Low-cholesterol eggs? Nonsense, Taiwan FDA claims

TAIPEI, Taiwan - The Food and Drug Administration (FDA) yesterday reported the results of its egg inspection project that started this May targeting hypermarkets, supermarkets and convenience stores.

A total of 12 mislabeled products and three products containing drug residues were found. Of the 12 mislabeled products, one claimed to be low in cholesterol, however, the company could provide no proof of this.

"To be low in cholesterol, only 20 mg of cholesterol can be found in every 100 grams of the product," explained the FDA's Director of Central Center for Regional Administration Chiu Hsiu-yi.

Another product was marked as rich in lutein, however, "lutein is not a nutritional value that should be listed," said Chiu.

"Other nutritional facts such as vitamin B, E, or dietary fiber are approved to be listed but not lutein," she added.

The remaining 10 products displayed incorrectly formatted nutritional labels.

Inaccurate labels may mislead consumers into making purchases or give them the wrong idea of nutrition values. Companies with mislabeled products that may cause misunderstandings be fined between NT$40,000 (S$1,750) and NT$4 million.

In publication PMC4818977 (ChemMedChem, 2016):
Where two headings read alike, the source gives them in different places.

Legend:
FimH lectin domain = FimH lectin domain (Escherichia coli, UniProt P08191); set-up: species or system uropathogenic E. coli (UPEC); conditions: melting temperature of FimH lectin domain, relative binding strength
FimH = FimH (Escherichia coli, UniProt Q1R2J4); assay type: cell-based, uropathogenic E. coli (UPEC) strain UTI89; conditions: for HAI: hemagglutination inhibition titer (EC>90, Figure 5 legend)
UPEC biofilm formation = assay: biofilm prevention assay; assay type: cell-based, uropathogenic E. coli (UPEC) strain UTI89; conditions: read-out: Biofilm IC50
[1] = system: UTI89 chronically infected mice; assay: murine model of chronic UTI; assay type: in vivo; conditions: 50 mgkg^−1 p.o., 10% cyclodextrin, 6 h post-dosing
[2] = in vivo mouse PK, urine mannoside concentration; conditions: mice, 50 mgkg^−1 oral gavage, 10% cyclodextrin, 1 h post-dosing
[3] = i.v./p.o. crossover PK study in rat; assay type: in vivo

The eggs found to contain drug residues were duck eggs from "Dinghuang Egg Shop" in Taipei City, "Wanghung Fruit Shop" in Miaoli County and chicken eggs from "Yaohui Egg Shop" in Yunlin County.

One sample contained 0.01 ppm of florfenicol, a type of antibiotic that should not be found in eggs but is approved to be used on animals. Another contained 0.04 ppm of trimethoprim, which exceeded the regulated 0.02ppm. One more contained 2.9 ppm of sulfa drugs - a type of drug used to kill bacteria and fungi- when the allowable amount should be 0.1 ppm, as well as 0.17 ppm of trimethoprim.

Chiu explained that drug use regulations for poultry and eggs are different. Egg drug residue could result from farmers not following the correct withdrawal periods for the eggs that may have come into contact with such drugs.

These products were immediately pulled from shelves and reported to the Department of Health and agricultural institutes to trace their sources and origins.